Destiny Church charities have again failed to file their annual accounts, turning up the heat on the tax-exempt status of the controversial Christian group.
With Destiny already under a Charities Services probe over whether Brian Tamaki's church is guilty of breaching the Charities Act, the Herald on Sunday can reveal three Destiny charities have failed to meet the financial obligations set out by the Act.
Annual returns were due for all three by September 30, but despite being granted two-month extensions to November 30, Destiny members have still not provided the Charities Services with audited financial documents.
The charities under the microscope are Destiny International Trust, Destiny Church Auckland Trust and Te Hahi o Nga Matamua Holdings Limited. Their previous annual financials declared a combined income of $4.7 million.
Brian's wife, Hannah Tamaki, and senior Destiny minister David Kahu are officers in all three charities.
The Department of Internal Affairs confirmed the returns are late, that no more extensions will be given and the office of the Minister for the Community and Voluntary Sector, Jo Goodhew, has been informed.
"We consider it a significant and persistent breach of the Act when charities fail to file two or more annual returns at all, but for returns which are late we've found the most effective approach is to try and understand any issues they are having and help them file as soon as possible," an Internal Affairs spokesman said.
"In this case we understand that provisional accounts are complete but that there is an issue getting them audited. We have made our expectations and their responsibilities very clear but our main focus is to have their finalised returns published on the register as soon as possible and to work with them to try and avoid late filings in the future."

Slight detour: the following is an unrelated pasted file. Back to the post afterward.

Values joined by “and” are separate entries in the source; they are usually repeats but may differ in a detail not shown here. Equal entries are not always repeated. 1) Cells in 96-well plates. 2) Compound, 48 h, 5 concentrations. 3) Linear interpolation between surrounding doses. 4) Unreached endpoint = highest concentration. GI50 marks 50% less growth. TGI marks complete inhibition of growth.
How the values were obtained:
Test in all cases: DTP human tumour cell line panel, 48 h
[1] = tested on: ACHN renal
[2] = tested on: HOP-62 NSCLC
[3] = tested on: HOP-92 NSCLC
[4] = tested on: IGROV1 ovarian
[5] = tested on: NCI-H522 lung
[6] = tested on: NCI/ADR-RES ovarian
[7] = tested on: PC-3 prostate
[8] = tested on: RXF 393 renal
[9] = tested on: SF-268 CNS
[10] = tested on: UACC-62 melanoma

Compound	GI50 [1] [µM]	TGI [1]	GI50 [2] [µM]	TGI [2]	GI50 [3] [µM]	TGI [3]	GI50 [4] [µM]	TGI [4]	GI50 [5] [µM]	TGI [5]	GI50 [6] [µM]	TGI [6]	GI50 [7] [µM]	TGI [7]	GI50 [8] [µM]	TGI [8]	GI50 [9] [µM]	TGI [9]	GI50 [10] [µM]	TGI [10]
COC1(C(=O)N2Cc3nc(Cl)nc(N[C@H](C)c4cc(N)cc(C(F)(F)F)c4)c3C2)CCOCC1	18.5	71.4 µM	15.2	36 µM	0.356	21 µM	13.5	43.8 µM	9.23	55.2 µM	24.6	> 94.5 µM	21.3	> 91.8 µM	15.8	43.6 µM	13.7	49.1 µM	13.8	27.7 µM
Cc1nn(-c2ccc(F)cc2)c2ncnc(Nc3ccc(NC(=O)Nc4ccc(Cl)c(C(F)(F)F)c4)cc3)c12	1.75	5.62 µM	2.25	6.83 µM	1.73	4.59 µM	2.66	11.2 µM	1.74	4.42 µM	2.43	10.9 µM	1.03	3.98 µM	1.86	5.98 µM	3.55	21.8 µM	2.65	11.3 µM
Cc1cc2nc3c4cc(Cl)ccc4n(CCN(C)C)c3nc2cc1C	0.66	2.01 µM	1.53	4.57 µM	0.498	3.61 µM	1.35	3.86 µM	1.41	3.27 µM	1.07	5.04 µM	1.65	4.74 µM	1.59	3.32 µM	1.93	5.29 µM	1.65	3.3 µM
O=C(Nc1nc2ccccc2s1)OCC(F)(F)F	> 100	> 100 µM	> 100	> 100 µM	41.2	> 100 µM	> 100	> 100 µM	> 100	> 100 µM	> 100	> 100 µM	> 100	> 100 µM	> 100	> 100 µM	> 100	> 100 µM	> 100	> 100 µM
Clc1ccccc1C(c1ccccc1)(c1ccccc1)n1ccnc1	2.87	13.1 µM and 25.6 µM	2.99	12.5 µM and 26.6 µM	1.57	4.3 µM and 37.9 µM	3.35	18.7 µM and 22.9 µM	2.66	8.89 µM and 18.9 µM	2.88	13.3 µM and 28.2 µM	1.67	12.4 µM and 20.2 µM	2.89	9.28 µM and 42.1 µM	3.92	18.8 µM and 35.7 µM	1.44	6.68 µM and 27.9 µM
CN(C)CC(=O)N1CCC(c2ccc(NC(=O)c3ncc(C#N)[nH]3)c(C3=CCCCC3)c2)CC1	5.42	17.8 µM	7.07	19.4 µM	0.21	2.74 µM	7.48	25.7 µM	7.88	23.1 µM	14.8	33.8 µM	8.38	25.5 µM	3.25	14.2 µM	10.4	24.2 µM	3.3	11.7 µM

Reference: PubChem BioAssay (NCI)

Goodhew says she is taking a Ministerial interest in the area of late filing and whether it should be grounds for charities to be stripped of tax-free status.
"Late filing is not in itself a reason for deregistration, nor is there a penalty available under the Act. However, this is an area which I am taking an interest in going forward, as part of the Government's ongoing programme of enhancing trust and confidence in the charitable sector," Goodhew said.
In response to Herald on Sunday enquiries on the late filing, Destiny Church cited not being able to find an auditor.
"We do take our obligations to the Charities Services very seriously," a spokeswoman said.
"We have found ourselves unable to file on time, perhaps like other charities, as it has been difficult to secure an auditor due to their increased workloads with the new XRB reporting standards and new audit standards.
"We have been in regular contact with the Charities Services in this regard.
"Our accounts are in the process of being audited and will be available on the Charities website once finalised."
It's not the first time Destiny charities have failed to register their annual accounts in time. In October 2014, a total of 14 associated charities were issued overdue notices.
A petition to strip Destiny of its tax-exempt status has attracted 124,000 supporters. The petition was set-up after Bishop Tamaki claimed in a sermon that gays, sinners and murderers were to blame for causing earthquakes.